Tuesday, September 19, 2017

Rock or Lion?

Every morning, while my uncle hitched the ancient farm horse to the cart, my grandmother would come out of the kitchen to supervise. "That horse," she would say, shaking her head,"is going to kill somebody one of these days." No matter that the horse hadn't broken into a trot within living memory: disaster could strike at any time.

Years later, I am in college and living at home. I am warming up the engine of my Renault Dauphine to get to my morning class across Birmingham, Alabama, when my mother runs out of the house and thrusts a hard-boiled egg through the driver's side window. "Here. Eat this on the way. You don't want to faint at the wheel and cause a tragedy." No matter that I have never fainted in my life, but it is best to be prepared.

Both my grandmother and my mother had lived through the terrors of the Spanish Civil War, so they had an excuse for their hyper vigilance. And they were convinced that it worked: after all, the cart horse never did kill anybody, and I never fainted at the wheel of that tiny car.

Unlike my mother and grandmother, however, I have led a peaceful existence, free (so far) from wars and other disasters. So there is no apparent reason for my own deep-seated conviction that it is only my constant watchfulness that keeps the world from falling to pieces.

Here is what goes through my mind on a routine trip to the market. At this season in Vermont the roads are rife with cyclists. What if one of them swerves in front of my car? What if, in the fruit aisle, the grapes I put in my cart are contaminated with a deadly bacterium? What if, at the checkout, I find out that our credit card's been hacked and we are now penniless?

When he was an old man, Mark Twain said that he had lived through many catastrophes, most of which never happened. Like the women in my family, Twain suffered from what scientists call the "negativity bias," a tendency towards pessimism and anxiety engraved in our DNA over millions of years by natural selection.

Say you are an early human wandering on the African savanna. Behind a tree in the distance, you see a beige-colored mass. It could be a rock, or it could be a lion. If you optimistically assume that it is a rock but it turns out to be a lion, you and your potential descendants are toast. If, on the other hand, you are an anxious type like Mark Twain, you will take to your heels immediately and, regardless of what the beige object actually turns out to be, you will live to pass on your genes, which will include a tendency to expect the worst.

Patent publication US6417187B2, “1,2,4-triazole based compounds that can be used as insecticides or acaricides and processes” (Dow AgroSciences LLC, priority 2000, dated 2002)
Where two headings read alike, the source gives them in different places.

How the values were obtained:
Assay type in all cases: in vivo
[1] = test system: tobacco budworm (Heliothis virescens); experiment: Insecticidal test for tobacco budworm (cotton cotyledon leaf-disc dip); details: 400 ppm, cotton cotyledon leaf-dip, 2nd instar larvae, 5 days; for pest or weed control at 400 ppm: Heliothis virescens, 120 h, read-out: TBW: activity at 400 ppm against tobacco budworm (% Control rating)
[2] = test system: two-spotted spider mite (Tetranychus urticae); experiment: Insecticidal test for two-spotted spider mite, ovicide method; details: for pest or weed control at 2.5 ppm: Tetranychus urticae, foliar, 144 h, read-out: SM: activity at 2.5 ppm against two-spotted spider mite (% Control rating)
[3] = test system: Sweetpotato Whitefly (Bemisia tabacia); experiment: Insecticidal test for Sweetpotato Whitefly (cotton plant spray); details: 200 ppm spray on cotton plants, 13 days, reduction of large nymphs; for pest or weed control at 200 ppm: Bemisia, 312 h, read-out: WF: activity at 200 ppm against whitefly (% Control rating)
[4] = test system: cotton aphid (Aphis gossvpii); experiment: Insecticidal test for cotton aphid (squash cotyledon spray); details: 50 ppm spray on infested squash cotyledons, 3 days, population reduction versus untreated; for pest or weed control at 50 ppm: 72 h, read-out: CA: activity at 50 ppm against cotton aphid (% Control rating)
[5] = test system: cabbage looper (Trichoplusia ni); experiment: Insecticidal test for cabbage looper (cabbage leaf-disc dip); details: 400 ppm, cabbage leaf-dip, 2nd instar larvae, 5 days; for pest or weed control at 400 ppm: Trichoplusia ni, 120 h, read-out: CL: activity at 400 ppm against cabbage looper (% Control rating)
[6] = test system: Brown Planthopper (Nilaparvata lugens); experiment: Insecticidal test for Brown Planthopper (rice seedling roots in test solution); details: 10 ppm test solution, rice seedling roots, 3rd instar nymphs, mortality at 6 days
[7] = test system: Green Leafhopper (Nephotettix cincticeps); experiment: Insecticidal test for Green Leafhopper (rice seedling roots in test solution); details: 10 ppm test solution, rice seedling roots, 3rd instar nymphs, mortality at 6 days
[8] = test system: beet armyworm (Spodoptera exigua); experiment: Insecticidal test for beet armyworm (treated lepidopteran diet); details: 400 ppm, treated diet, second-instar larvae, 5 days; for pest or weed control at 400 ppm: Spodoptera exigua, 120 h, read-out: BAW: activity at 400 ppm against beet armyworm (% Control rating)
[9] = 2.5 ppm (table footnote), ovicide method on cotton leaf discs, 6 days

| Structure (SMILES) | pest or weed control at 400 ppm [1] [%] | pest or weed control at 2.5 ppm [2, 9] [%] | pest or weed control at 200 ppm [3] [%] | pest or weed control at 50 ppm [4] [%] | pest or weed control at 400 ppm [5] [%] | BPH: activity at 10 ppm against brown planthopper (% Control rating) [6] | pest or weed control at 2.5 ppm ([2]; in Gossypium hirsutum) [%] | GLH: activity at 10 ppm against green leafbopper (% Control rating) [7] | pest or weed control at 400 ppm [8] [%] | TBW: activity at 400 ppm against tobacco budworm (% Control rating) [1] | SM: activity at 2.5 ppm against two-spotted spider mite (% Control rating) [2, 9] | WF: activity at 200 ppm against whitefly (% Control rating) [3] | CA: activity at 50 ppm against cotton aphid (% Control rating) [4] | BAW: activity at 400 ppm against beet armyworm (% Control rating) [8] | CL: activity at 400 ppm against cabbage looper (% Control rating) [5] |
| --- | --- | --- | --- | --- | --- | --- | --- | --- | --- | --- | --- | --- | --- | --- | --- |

The problem in our time is that, with lions on the wane, the negativity bias causes unwarranted stress and militates against the health and well being of millions of us modern Cassandras. It may even work against reproductive success, since deciding to become a parent requires at least a modicum of optimism. So the lesson for people like me might be to learn to imagine fewer lions, and trust in the ubiquitousness of rocks.

But the thing is that, for both optimists and Cassandras alike, there will ultimately be a lion behind the tree. It will be no use pretending that it is a rock, or hoping that it is old and toothless. That lion will catch us no matter how fast we flee.The closer I get to that final encounter, the more I think that the trick is not to run or struggle, but to face the beast and respectfully ask it to deliver the killing bite as quickly and kindly as possible.

Tuesday, April 25, 2017

Of Uncles And Equines


My favorite uncle, the husband of my grandmother's sister, was that rarity: a schoolmaster who adored kids. Early in our acquaintance we cast each other in roles which we never tired of playing: he as a devil (un dimoni!) and I as his intended victim. He only actually chased me once. After that, he merely had to look at me sideways to send me fleeing with terror and delight down the long dark hallway of my parents' Barcelona apartment. But this was just our urban entertainment. In the summer, we had my grandparents' entire farm for our adventures.

One summer my grandfather got a mother/daughter pair of donkeys to work on the farm. I don't remember the daughter's name, but we named the mother La Reverències ("Curtsies") after her habit of suddenly bending one of her knees.

My uncle one day got permission from my grandfather to take my visiting boy cousins from Barcelona and me to ride the donkeys on the threshing floor in front of the barn, which sat far from the house on a slight rise beyond the vegetable garden and the wheat field. A bare flat space, the threshing floor had been baked granite-hard over the centuries by the sun and the enormous stone rollers that crushed the wheat at harvest time.

My grandfather agreed, with the proviso that my uncle ride with me, to prevent accidents. So while my cousins took turns riding the younger donkey, my uncle and I got on La Reverències. The sun was beating down on our heads, the cicadas were going full blast, and the sky was so clear that I could see the Pyrenees in the distance as we made our way round and round the threshing ground.

The sun, the cicadas, and the slow clip-clop of the donkey's hooves had me in a kind of trance when, out of the blue, La Reverències curtsied and my uncle and I tobogganed neatly over her neck and crashed to the ground. It could not have happened faster if the donkey's neck had been drenched in olive oil. I can still feel the hardness of the ground on landing, and hear the laughter of my cousins as my uncle and I dusted ourselves off, while, nearby, the culprit munched serenely on some tufts of summer-dry grass.


La Reverències, left, and her daughter, right. Between them, my cousins and I, in our summer espadrilles. In the background, the back of the barn. Both my cousins and the donkeys seemed like giants to me. When did they shrink so much?